Dr Rosen was inducted in 2010 a Fellow of the Fields Institute for his “outstanding contributions to the Fields Institute, its programs, and to the Canadian mathematical community”. He currently serves in the Board of Directors of the Fields Institute, as well as in the Advisory Boards of the OSC on Fintech, Canada’s Institute Innovation Platform (IIP), International Association of Quantitative Finance (IAQF), Global Risk Institute (GRI), Center for Advanced Financial Studies at the University of Waterloo, and the Institute for Leadership Education in Engineering (iLead) at the University of Toronto. He is one of the founders of the Professional Risk Management International Association (PRMIA) and of RiskLab, initiated at the University of Toronto.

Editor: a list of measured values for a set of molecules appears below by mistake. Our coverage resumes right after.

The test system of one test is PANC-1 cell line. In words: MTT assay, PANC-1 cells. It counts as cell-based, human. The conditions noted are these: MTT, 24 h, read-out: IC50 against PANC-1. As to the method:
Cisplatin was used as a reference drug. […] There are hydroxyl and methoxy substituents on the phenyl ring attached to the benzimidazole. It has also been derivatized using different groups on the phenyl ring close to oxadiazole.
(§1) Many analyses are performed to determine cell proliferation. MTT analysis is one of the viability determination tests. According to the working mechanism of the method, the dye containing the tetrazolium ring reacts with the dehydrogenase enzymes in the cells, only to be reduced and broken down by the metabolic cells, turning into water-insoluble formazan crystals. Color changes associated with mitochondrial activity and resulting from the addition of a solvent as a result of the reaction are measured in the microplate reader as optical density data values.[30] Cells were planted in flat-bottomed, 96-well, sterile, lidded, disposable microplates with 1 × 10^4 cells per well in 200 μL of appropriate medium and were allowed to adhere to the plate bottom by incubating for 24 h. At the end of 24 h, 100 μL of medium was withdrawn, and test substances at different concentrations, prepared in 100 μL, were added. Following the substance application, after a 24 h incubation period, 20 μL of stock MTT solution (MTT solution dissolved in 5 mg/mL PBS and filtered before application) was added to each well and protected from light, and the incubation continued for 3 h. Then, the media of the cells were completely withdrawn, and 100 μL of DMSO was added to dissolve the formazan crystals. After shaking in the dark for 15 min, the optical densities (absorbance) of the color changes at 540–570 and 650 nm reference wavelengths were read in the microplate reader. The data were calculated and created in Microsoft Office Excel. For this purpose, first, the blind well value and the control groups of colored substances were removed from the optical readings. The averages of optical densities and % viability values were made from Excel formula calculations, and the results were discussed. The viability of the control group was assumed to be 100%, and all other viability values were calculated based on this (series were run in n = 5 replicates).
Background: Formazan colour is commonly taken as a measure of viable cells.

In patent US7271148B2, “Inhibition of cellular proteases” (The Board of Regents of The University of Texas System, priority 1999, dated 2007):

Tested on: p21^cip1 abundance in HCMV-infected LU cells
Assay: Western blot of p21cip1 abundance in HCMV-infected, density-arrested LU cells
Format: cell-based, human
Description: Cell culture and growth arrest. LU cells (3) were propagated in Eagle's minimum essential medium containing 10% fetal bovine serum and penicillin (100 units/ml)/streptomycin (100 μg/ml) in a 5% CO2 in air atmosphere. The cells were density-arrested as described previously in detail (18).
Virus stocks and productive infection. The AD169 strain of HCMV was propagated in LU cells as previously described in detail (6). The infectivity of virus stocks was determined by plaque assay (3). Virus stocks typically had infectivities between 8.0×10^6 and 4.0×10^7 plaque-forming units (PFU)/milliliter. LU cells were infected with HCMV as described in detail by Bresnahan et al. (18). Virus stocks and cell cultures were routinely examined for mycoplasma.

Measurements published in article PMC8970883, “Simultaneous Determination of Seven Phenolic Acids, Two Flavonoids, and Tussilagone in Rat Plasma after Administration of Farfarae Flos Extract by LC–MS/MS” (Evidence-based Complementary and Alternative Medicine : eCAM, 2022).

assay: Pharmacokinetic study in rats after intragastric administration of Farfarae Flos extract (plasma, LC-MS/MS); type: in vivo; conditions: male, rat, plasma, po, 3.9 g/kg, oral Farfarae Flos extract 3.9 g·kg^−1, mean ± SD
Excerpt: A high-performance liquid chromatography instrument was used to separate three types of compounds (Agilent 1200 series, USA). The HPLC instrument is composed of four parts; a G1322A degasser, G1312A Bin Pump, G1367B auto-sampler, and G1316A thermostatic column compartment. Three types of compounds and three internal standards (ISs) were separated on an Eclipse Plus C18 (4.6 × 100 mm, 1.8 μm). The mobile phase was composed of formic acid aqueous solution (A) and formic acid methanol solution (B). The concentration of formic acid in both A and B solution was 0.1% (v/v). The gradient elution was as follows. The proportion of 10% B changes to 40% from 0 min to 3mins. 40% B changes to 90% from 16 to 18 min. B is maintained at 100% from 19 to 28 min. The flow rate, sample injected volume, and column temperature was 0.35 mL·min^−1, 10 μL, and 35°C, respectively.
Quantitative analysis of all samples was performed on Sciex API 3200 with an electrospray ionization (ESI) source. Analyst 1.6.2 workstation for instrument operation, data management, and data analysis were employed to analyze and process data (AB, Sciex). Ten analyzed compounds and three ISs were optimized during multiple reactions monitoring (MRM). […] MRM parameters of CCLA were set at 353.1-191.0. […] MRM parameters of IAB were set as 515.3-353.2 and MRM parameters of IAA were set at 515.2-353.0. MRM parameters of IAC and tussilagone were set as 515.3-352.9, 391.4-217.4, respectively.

He holds an M.A.Sc. and Ph.D. in Chemical Engineering from the University of Toronto and was a Post-Doctoral fellow at the Centre for Management of Technology and Entrepreneurship. His B.A.Sc. is in Chemical Engineering from Universidad Autonoma Metropolitana, in Mexico City, where he was awarded in 2015 the recognition of Distinguished Alumni.

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d1g1t Secures Series A Round to Fund the Growth of its Enterprise Wealth Management Platform

CAD $9M investment to support build-out of enterprise portfolio management, analytics and client servicing tools for global wealth management industry